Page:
Arizona Could Get Another Shot At Marijuana Legalization And It Could Help The Real Estate Market

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Arizona could get another chance at legalizing marijuana.

And that could help the real estate market, according to one economic and commercial real estate expert.

Medical marijuana is legal in Arizona but voters turned down a legalization measure in 2016 even as similar measures have been approved by California, Nevada, Oregon, Washington and Colorado.

Now, Republican state lawmaker Todd Clodfelter of Tuscon — has introduced a ballot referendum (HCR 2037) that would ask voters whether they want to legalize marijuana for recreational use.

The measure would go on the 2018 ballot.

Legalization advocates also have looked at bringing a marijuana ballot measure back to Arizona voters via a future ballot initiative.

Legalizing marijuana has had its fans and foes in states such as Colorado.

But one thing that did happen was marijuana-related businesses filled lots of commercial real estate space in Denver, according Spencer Levy, head of research for commercial real estate firm CBRE Group Inc. (NYSE: CBG).

Denver ended 2017 with a 14.4 percent office vacancy rate, according to commercial real estate firm JLL. That compares to a 19.5 percent vacancy rate in metro Phoenix.

Much of the vacant space in Phoenix is in older Class B and C buildings. They have 24.2 percent and 22.1 percent vacancy rates, respectively.

Industrial space in Phoenix ended last year with an 8 percent vacancy rate, according to Colliers International.

Denver has a 4.7 percent industrial vacancy rate, according to Colliers.

There was a surge in marijuana-related businesses in Denver after Colorado voters legalized pot for recreational use in 2012.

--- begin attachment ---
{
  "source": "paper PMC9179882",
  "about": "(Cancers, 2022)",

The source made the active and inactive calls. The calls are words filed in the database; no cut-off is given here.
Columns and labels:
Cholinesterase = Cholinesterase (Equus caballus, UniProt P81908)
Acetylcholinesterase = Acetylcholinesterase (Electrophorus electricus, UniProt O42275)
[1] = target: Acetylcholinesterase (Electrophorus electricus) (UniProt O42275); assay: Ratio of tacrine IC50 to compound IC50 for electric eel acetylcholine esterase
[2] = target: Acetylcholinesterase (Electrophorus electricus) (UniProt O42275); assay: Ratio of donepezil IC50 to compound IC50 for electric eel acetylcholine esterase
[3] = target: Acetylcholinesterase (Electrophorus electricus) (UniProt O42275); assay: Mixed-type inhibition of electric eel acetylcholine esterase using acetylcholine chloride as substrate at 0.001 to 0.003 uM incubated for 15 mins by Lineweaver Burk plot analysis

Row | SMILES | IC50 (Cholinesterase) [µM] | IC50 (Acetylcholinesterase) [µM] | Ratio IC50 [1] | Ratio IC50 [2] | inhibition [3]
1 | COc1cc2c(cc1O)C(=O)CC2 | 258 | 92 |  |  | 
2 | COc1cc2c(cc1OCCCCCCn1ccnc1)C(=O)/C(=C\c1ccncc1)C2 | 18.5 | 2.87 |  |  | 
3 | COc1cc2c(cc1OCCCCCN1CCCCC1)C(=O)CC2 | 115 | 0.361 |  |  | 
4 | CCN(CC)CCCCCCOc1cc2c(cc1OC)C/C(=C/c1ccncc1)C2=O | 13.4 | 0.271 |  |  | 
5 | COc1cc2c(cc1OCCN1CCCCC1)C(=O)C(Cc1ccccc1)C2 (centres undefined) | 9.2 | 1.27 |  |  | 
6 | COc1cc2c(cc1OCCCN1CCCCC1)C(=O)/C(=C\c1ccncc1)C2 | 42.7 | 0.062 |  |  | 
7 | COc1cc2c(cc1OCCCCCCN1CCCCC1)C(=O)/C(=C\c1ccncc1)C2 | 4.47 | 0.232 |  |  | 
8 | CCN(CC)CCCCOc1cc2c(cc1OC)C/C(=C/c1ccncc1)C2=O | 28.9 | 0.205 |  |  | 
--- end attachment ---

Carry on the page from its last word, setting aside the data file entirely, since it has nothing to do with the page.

That market has been weeded out by competition.

And Trump administration pronouncements of potentially enforcing federal drug laws — which still bar cannabis — is discouraging investors and financing for marijuana businesses where it is legal.

But Clodfelter said it’s better if the Legislature crafts a marijuana measure rather than leaving it up to legalization groups.

“I believe that marijuana legalization is an eventuality in Arizona,” said Clodfelter. “As a Legislature, we need to decide if we want that effort imposed through a potentially poorly crafted initiative or if we want to help write a law where we can fully vet each measure, weigh feedback from stakeholders, and build flexibility into the system in case changes are needed. The voters will ultimately have the final say on our legislation and will be better served by legislative involvement on this issue.”

Clodfelter is a Tucson business owner.

His plan would legalize marijuana for those 21 or older, put an excise tax on marijuana sales with 40 percent going toward public safety grants, 40 percent for schools and 20 percent for drug treatment programs.

State Rep. Mark Cardenas, D-Phoenix, is co-sponsoring the ballot measure — which faces an uphill climb in the socially conservative Arizona Legislature.

“The voters sent us here to do our job. They have clearly indicated that they want society to move toward the acceptance of marijuana. In other states, it’s paying for the rule assessment of hospitals, schools, roads, and we need that funding here,” Cardenas said.